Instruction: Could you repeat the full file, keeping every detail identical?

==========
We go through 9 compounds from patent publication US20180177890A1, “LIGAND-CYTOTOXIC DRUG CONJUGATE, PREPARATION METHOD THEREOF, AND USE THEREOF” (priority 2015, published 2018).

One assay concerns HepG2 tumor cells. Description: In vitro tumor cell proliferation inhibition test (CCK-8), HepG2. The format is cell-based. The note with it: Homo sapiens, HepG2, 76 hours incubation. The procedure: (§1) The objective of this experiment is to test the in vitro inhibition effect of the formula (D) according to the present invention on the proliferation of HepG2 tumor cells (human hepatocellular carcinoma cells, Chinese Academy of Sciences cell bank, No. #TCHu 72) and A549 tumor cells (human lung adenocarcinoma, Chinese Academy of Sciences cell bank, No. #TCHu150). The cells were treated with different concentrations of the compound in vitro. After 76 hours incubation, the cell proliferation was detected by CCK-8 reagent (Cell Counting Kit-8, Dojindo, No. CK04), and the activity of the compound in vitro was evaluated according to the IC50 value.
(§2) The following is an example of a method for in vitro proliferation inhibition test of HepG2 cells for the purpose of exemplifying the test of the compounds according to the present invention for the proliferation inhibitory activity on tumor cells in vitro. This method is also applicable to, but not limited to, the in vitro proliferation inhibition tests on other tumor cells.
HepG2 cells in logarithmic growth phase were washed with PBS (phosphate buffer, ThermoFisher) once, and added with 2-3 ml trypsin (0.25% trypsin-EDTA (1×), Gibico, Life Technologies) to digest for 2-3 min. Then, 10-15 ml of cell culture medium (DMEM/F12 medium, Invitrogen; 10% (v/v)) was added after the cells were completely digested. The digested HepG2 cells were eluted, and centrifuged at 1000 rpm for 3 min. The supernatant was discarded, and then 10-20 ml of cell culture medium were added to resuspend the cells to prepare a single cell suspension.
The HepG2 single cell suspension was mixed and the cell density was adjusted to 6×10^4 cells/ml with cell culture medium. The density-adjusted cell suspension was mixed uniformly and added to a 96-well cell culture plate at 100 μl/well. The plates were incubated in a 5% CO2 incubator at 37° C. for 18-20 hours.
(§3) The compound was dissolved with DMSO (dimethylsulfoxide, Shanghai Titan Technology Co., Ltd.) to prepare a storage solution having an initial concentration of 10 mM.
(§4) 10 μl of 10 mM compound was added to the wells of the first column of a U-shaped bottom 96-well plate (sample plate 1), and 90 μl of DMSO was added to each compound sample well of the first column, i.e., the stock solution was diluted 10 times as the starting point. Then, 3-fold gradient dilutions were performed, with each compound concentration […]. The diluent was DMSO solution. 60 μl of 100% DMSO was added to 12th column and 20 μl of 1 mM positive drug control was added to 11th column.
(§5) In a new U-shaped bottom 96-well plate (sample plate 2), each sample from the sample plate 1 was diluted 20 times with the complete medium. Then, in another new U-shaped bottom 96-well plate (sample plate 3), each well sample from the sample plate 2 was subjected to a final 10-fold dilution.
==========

We go through 9 compounds from patent publication US20180177890A1, “LIGAND-CYTOTOXIC DRUG CONJUGATE, PREPARATION METHOD THEREOF, AND USE THEREOF” (priority 2015, published 2018).

One assay concerns HepG2 tumor cells. Description: In vitro tumor cell proliferation inhibition test (CCK-8), HepG2. The format is cell-based. The note with it: Homo sapiens, HepG2, 76 hours incubation. The procedure: (§1) The objective of this experiment is to test the in vitro inhibition effect of the formula (D) according to the present invention on the proliferation of HepG2 tumor cells (human hepatocellular carcinoma cells, Chinese Academy of Sciences cell bank, No. #TCHu 72) and A549 tumor cells (human lung adenocarcinoma, Chinese Academy of Sciences cell bank, No. #TCHu150). The cells were treated with different concentrations of the compound in vitro. After 76 hours incubation, the cell proliferation was detected by CCK-8 reagent (Cell Counting Kit-8, Dojindo, No. CK04), and the activity of the compound in vitro was evaluated according to the IC50 value.
(§2) The following is an example of a method for in vitro proliferation inhibition test of HepG2 cells for the purpose of exemplifying the test of the compounds according to the present invention for the proliferation inhibitory activity on tumor cells in vitro. This method is also applicable to, but not limited to, the in vitro proliferation inhibition tests on other tumor cells.
HepG2 cells in logarithmic growth phase were washed with PBS (phosphate buffer, ThermoFisher) once, and added with 2-3 ml trypsin (0.25% trypsin-EDTA (1×), Gibico, Life Technologies) to digest for 2-3 min. Then, 10-15 ml of cell culture medium (DMEM/F12 medium, Invitrogen; 10% (v/v)) was added after the cells were completely digested. The digested HepG2 cells were eluted, and centrifuged at 1000 rpm for 3 min. The supernatant was discarded, and then 10-20 ml of cell culture medium were added to resuspend the cells to prepare a single cell suspension.
The HepG2 single cell suspension was mixed and the cell density was adjusted to 6×10^4 cells/ml with cell culture medium. The density-adjusted cell suspension was mixed uniformly and added to a 96-well cell culture plate at 100 μl/well. The plates were incubated in a 5% CO2 incubator at 37° C. for 18-20 hours.
(§3) The compound was dissolved with DMSO (dimethylsulfoxide, Shanghai Titan Technology Co., Ltd.) to prepare a storage solution having an initial concentration of 10 mM.
(§4) 10 μl of 10 mM compound was added to the wells of the first column of a U-shaped bottom 96-well plate (sample plate 1), and 90 μl of DMSO was added to each compound sample well of the first column, i.e., the stock solution was diluted 10 times as the starting point. Then, 3-fold gradient dilutions were performed, with each compound concentration […]. The diluent was DMSO solution. 60 μl of 100% DMSO was added to 12th column and 20 μl of 1 mM positive drug control was added to 11th column.
(§5) In a new U-shaped bottom 96-well plate (sample plate 2), each sample from the sample plate 1 was diluted 20 times with the complete medium. Then, in another new U-shaped bottom 96-well plate (sample plate 3), each well sample from the sample plate 2 was subjected to a final 10-fold dilution.